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Edwin Rodriguez looking to revive career at light heavyweight

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Edwin Rodriguez hasn't been in the ring since a one-sided beating at the hands of Andre Ward last November.

Gary A. Vasquez-USA TODAY Sports

Things were looking up for Edwin Rodriguez (24-1, 16 KOs) after annihilating the competition during the Million Dollar Super Four tournament in Monte Carlo. Edwin refers to the tournament win as "the biggest, most important of my career." That win put him right in the spotlight for showdown with #2 pound-for-pound Andre Ward, a fight that could have potentially propelled him into super-stardom.

Instead, things took a dramatically different turn before the first bell even rang. It mostly started and ended with Edwin's inability to make weight after vacationing and gaining about 40 pounds between fights. He couldn't hit the 168 mark on the scales and immediately lost his chance of a lifetime to vie for the super-middleweight crown, not to mention having to give up a good portion of his purse. He was heavily ridiculed for all of this, and even though the fight would go on for Rodriguez and Ward, at that point Rodriguez really had nothing to win and not much else to lose.

"Monte Carlo was definitely a career-defining opportunity for me and I took full advantage of it. It changed my life," said Rodriguez, 29, a married father of three from Worcester, Mass. "The tournament enabled me to get a nice house for my family and stuff like that. Then I spoke to Al Haymon and I liked what he had to offer and the options that I got. That was something that I couldn't say no to."

"I got all the way up to 217 pounds. I thought that I could take a little time off from boxing. I had a chance to settle in and come back home back home and to relax a little bit with the family but I got myself a little too heavy. So it was tough to make weight and that was an embarrassing moment in my life," Rodriguez was not be eligible to win Ward's RING and WBA belts as a result of his actions.

"Andre Ward is a great fighter and a very difficult fighter and a very awkward fighter. He's the No. 2 fighter, pound-for-pound, on that list right after Floyd Mayweather. I'm not only upset about losing but I'm more upset about not being able to be at my best on that night. I worked extremely hard but the whole training camp was based on trying to lose 40 pounds and to make 168. A lot of people look at it like I wasn't professional and in a way, I wasn't. So I'm trying to move on with this next fight."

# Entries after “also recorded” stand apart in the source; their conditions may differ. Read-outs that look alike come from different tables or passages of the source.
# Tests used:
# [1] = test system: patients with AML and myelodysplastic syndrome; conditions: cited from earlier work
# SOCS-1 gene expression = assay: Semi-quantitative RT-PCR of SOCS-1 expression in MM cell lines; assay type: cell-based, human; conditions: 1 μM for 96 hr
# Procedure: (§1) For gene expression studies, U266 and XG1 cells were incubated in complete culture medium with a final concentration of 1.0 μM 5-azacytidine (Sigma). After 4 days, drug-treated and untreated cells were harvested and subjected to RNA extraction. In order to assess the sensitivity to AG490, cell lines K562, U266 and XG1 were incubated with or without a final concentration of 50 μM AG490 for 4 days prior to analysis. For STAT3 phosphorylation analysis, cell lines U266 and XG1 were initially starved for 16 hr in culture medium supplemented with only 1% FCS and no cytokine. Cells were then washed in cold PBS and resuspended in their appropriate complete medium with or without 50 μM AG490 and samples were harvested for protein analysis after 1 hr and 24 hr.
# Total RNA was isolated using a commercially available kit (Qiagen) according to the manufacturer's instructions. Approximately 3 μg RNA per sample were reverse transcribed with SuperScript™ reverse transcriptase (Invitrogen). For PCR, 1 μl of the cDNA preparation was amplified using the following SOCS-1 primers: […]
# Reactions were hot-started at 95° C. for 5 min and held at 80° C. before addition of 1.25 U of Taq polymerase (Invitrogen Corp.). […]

So now Edwin is looking to regain form at the light-heavyweight division where he takes on Azea Augustama (17-1, 9 KOs) on the Golovkin-Rubio undercard.

"I am still working with Ronnie Shields but what's different now is that I've learned from that. I can't allow myself to get too comfortable. I can do that after I retire. I'm putting myself in a better position now. I came into training camp at 195 pounds, which is a lot lighter than I was before. I've had a great training camp and I'm not as stressed out as I was before," said Rodriguez.

"I'm weighing in on a daily basis. I'm ready to have a good fight against this type of fighter. I'm getting a chance to show that at 175 pounds that I'm a lot better fighter and I'm looking forward to meeting any of the 175-pounders down the road. I have a good fighter in front of me with a good pro record and I'm going in there to look impressive. I want to get back in there with a win."

Whether or not Edwin has a renewed dedication to the sport will be displayed starting with Saturday's performance. He will certainly have to win back some of the fan's goodwill after letting many of them, including himself, down.